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Aerial survey shows Minnesota moose holding their own in past year

Mike Schrage, wildlife biologist with Fond du Lac Resource Management Division, took this photo of a bull moose driving through deep Minnesota snow.

John Myers | Duluth News Tribune

Minnesota’s beleaguered moose herd appears to have held its own over the past year, with an aerial survey showing little change in the population.

Minnesota Department of Natural Resources wildlife officials conducted an aerial survey in January of several areas in the Northeastern Minnesota moose range and used those surveys to estimate a total population about 4,350 animals.

That’s up significantly from the 2,760 estimated in 2013. But DNR officials caution that the difference may have been more in the visibility of moose against plentiful snow, and not a true increase in moose on the ground.

“The higher estimate this winter likely is related to ideal survey conditions rather than any actual increase in the population,” said Lou Cornicelli, the DNR’s wildlife research manager. “This year’s heavy snows across northeastern Minnesota made it comparatively easy to spot dark-bodied moose against an unbroken background of white.”

Cornicelli noted that this year’s estimate is very close to the 2012 estimate of 4,230, which suggests that last year’s estimate may have under-counted the population.

“All wildlife population surveys have inherent degrees of uncertainty,” he said. “Long-term trend and population estimates are more informative and significant than annual estimates.”

DNR officials say they see no change in the long-term trend of a rapidly declining moose herd that’s now less than half of the 2006 estimate of 8,800 animals. The population declined to a point last year that DNR officials opted to cancel the state’s very limited moose hunting season after years of scaling back the number of licenses offered.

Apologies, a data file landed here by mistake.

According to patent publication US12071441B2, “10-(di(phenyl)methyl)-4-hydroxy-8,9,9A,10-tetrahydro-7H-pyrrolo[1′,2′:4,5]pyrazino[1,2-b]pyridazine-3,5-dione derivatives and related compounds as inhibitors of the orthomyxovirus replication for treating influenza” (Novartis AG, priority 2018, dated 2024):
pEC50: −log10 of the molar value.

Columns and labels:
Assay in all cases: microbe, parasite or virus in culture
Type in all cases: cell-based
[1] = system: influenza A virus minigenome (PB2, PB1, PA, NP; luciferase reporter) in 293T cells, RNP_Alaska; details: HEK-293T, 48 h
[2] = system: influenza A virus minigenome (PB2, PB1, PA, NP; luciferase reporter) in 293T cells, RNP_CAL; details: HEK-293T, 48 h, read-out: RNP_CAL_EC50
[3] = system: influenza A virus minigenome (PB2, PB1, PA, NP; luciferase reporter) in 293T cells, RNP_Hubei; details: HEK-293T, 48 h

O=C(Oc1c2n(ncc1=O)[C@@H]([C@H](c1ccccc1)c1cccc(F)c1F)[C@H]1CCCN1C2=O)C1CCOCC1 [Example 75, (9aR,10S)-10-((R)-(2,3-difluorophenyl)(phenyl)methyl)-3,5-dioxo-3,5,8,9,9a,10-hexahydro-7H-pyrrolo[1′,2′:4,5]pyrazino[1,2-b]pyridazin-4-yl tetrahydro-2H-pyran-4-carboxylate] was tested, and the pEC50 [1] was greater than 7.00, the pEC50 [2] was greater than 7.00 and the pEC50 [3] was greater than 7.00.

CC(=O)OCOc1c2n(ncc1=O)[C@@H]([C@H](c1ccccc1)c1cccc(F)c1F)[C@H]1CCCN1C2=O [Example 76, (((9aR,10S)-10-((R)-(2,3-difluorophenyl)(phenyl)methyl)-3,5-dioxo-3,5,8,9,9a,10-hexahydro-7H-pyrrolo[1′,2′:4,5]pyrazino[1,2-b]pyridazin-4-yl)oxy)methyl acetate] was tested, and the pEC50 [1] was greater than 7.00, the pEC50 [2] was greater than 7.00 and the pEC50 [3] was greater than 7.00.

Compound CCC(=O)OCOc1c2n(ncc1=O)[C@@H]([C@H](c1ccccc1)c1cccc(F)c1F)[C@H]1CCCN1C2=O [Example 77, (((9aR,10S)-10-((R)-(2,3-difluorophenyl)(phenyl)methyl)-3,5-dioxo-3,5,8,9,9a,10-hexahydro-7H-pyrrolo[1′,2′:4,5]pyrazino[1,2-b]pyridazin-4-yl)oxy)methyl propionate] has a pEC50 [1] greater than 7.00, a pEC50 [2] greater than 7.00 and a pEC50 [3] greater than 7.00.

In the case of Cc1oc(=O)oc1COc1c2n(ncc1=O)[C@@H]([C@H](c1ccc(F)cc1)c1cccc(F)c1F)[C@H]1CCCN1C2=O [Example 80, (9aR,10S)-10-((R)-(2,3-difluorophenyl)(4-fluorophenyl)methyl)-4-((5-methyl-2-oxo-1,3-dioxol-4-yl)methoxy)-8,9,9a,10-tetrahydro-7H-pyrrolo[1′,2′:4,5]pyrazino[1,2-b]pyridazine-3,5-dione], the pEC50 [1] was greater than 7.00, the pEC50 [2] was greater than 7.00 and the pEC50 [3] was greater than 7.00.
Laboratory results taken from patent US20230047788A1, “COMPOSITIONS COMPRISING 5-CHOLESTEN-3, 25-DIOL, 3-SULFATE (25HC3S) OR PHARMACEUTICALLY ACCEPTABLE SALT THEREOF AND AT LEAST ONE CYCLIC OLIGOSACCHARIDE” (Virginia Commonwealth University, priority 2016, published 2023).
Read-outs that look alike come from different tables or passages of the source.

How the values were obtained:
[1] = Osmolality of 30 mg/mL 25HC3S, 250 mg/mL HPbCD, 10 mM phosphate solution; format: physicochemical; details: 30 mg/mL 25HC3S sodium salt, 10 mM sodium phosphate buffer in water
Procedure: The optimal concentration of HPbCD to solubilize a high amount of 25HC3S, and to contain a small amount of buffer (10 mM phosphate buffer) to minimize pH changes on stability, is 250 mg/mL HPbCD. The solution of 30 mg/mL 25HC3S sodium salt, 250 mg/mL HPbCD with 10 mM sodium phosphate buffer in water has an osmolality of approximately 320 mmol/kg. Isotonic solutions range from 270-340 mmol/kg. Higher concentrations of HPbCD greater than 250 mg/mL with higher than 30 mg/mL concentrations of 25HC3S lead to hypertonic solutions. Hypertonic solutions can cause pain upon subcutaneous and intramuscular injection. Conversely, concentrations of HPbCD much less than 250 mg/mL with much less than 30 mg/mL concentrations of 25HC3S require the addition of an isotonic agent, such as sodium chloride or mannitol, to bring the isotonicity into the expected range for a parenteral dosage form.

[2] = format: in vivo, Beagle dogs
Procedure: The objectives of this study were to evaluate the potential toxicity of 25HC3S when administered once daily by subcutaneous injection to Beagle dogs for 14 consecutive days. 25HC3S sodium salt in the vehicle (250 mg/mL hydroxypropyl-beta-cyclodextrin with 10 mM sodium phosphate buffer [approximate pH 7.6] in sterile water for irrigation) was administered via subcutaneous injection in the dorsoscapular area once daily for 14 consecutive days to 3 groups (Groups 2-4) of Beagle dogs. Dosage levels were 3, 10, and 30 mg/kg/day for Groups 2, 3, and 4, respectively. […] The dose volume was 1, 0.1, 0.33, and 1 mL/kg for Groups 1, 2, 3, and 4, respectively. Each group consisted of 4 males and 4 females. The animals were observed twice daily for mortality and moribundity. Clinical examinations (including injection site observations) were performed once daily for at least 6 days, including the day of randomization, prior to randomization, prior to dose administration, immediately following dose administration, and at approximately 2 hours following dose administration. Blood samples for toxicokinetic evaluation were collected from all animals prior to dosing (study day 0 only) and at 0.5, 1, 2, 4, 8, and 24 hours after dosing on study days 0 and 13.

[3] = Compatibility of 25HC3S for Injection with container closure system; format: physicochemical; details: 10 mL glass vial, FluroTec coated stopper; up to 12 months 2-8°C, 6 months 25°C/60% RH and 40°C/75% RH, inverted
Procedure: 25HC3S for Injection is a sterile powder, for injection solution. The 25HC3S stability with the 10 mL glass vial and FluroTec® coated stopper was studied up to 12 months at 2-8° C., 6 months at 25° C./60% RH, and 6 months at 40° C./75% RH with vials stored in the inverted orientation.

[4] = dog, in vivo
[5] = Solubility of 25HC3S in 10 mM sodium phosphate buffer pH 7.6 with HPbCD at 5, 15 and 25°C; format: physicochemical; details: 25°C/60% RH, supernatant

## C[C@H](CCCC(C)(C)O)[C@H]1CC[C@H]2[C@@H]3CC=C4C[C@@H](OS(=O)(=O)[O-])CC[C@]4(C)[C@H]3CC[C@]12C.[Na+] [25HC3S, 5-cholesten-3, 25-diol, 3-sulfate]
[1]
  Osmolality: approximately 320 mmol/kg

The DNR said Friday they have not yet decided whether to resume the moose hunt for 2014.

The DNR has joined with numerous other agencies and research groups to study why moose are declining. Crews in recent weeks tranquilized dozens of additional moose to fit them with GPS transmitting collars so researchers can see where the big animals go to eat, mate, rest, cool off, have their young, escape predators and — possibly most important — where they die.

It’s the second year of the major research effort and scientists have been homing in on dead moose as rapidly as possible to harvest key organs and other body parts that can help them determine why the moose are dying faster than they are being born. Researchers just completed collaring an additional 36 adult moose to replace those that died in 2013. Another 50 newborn calves will be collared this spring.

Data so far shows that 21 percent of adult moose are dying in the first year they are collared, considered too high for the herd to continue. Moreover, 74 percent of the calves fitted with radio collars perished in the first year — most in the first few months. That’s considered far too low a survival rate to sustain a viable population.

“Mortality rates of 21 percent among adult moose and 74 percent for calves in the first year of the studies illustrate the complexity of Minnesota’s moose population problem,” Cornicelli said. “Even though we counted more moose on this year’s survey than last year, the radio-collar data and overall population trend over time indicate a continuing population decline.”

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